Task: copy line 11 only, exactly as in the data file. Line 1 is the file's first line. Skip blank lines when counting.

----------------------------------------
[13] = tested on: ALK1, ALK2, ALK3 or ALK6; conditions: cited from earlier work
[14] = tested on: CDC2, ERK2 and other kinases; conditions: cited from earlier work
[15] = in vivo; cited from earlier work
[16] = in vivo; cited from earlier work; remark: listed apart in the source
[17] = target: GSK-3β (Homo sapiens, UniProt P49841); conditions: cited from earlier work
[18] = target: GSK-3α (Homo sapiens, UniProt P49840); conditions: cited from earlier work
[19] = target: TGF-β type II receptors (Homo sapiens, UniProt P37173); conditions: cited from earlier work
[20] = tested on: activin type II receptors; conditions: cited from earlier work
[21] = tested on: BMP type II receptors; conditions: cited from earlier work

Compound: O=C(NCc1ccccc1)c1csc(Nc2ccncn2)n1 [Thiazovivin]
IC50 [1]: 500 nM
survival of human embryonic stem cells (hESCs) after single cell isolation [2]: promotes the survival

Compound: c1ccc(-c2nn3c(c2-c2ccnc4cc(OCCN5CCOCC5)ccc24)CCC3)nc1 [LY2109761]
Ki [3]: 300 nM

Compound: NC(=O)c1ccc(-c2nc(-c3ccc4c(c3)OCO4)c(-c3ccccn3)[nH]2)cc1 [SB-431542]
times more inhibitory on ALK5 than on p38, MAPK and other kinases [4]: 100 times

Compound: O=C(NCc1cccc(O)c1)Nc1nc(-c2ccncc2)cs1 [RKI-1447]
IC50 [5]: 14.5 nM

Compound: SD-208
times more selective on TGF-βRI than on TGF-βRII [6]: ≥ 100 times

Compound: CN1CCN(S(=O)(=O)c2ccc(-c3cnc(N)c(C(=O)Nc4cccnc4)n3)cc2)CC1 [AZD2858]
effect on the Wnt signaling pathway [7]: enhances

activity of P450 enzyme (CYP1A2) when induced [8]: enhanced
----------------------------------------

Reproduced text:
IC50 [1]: 500 nM